That technique also explains the reasons behind the creation of a triangular ridge between Sides 2 and 3, which we strongly suspect was deliberately formed to offer the most comfort to the thumb when held in the right-hand. A section of the rock was obviously removed, and it really does look like there are six thumb prints that run in a line marking out where the rock was smoothed off with a rough application of a human thumb pressing into a wet silicon base.
Throw in Some Adhesives Into the Mix
The infilling that was packed into two depressions on this rock is yet another extension in technology that was unexpected. Infilling is a process of which we were unfamiliar until this was actually pointed out to us by someone with more knowledge in geological processes when examining the rock. In two locations in this rock, of which one is quite noticeable, foreign material that is most likely a mixture of grains from other rocks was inserted into the holes. However, that of itself would be a temporary ‘top-gap’ measure, something else with amazing adhesive qualities must have been mixed into this conglomerate. It is still stuck onto to its silicon host and was first applied tens of thousands of years earlier, I’m not sure any store bought glue, adhesive or cement would come with a thousand year guarantee. Identifying this infilling wasn’t due to our vision, but once alerted to its presence and now photographed at high resolution, there is no doubt whatsoever what was done in these ancient times is beyond the reach of the technology of today and the days that follow for some time to come.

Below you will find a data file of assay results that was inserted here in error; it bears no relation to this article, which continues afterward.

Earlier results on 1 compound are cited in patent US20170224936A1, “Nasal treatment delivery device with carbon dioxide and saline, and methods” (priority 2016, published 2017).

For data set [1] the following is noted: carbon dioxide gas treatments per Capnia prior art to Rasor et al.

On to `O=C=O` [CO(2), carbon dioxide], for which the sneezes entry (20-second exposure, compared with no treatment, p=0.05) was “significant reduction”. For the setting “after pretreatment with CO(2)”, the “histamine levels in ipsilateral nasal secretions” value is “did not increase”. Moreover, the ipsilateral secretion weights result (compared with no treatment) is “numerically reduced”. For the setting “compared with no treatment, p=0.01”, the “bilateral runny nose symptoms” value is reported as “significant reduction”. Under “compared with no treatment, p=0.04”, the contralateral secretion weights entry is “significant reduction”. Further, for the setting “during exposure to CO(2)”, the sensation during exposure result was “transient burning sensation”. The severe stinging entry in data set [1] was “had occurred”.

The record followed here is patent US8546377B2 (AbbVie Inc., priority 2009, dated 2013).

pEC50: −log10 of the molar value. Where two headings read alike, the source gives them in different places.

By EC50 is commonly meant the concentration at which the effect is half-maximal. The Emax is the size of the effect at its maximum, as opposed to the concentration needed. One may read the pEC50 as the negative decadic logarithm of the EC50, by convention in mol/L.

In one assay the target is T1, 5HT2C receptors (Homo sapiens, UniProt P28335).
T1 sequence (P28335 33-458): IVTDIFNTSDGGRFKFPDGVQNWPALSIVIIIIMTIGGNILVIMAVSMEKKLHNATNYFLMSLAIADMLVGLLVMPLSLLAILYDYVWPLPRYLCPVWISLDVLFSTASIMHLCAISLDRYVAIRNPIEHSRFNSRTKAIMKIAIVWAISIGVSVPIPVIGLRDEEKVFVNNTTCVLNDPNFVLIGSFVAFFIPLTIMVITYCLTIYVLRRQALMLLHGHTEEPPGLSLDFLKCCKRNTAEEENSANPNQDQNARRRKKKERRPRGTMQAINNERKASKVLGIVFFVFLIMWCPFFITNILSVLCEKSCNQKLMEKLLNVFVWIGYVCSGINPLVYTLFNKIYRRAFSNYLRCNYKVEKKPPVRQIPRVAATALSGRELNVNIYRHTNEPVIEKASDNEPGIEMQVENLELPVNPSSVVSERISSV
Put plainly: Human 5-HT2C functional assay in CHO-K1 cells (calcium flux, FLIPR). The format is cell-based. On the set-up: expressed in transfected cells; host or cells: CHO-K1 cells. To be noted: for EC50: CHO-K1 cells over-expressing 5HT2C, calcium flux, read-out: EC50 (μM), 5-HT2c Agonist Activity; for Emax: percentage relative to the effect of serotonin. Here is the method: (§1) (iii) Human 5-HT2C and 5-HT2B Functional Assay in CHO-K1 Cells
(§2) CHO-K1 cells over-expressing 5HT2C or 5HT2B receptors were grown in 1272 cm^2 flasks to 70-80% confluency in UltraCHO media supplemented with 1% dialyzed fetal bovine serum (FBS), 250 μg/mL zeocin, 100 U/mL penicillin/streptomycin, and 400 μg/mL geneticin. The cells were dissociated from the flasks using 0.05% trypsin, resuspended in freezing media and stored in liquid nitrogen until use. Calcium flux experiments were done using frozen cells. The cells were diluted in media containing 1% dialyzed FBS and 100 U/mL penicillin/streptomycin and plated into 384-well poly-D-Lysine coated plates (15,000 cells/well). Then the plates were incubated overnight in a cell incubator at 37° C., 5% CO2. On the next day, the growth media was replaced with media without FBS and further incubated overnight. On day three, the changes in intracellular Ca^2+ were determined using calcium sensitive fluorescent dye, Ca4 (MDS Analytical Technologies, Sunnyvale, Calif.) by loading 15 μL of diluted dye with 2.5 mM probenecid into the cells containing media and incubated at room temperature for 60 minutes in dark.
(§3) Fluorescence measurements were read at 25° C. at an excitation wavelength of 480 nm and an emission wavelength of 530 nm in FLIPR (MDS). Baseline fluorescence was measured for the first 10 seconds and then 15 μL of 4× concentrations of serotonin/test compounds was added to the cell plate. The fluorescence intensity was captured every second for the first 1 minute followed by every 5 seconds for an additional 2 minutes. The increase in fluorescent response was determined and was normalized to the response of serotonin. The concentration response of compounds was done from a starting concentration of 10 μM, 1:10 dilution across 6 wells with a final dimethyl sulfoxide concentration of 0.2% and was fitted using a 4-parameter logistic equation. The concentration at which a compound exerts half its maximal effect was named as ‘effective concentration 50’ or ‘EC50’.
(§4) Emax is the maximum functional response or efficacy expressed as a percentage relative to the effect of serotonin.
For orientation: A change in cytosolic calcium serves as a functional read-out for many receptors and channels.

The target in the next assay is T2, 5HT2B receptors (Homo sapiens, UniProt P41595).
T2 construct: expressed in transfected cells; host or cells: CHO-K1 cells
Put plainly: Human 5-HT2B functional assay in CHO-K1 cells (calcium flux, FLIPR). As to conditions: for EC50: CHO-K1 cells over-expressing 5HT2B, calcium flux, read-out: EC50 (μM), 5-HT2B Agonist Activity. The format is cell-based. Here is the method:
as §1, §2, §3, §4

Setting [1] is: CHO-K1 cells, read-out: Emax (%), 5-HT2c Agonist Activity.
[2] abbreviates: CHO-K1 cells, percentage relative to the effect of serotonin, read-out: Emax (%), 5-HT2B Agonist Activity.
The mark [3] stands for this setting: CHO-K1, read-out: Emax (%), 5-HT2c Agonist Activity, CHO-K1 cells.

A Map to a Destination Unknown